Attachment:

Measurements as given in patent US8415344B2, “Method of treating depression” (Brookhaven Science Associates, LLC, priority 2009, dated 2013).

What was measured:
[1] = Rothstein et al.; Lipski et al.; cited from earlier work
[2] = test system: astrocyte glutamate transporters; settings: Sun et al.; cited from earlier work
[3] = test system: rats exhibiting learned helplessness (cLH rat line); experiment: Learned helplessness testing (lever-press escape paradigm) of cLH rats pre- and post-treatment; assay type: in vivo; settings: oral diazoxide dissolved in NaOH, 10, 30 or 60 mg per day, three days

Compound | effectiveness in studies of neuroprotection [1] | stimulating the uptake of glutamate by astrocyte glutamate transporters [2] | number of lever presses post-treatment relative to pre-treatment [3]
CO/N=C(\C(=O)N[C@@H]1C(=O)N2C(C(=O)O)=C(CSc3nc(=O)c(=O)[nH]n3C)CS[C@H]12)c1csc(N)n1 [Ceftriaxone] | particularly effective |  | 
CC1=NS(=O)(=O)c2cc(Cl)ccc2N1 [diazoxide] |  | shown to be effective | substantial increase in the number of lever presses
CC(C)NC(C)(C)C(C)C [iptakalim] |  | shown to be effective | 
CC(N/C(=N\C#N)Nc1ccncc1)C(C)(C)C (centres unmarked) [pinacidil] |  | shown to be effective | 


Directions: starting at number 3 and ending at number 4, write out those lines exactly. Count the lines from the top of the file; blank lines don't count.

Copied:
[1] = Rothstein et al.; Lipski et al.; cited from earlier work
[2] = test system: astrocyte glutamate transporters; settings: Sun et al.; cited from earlier work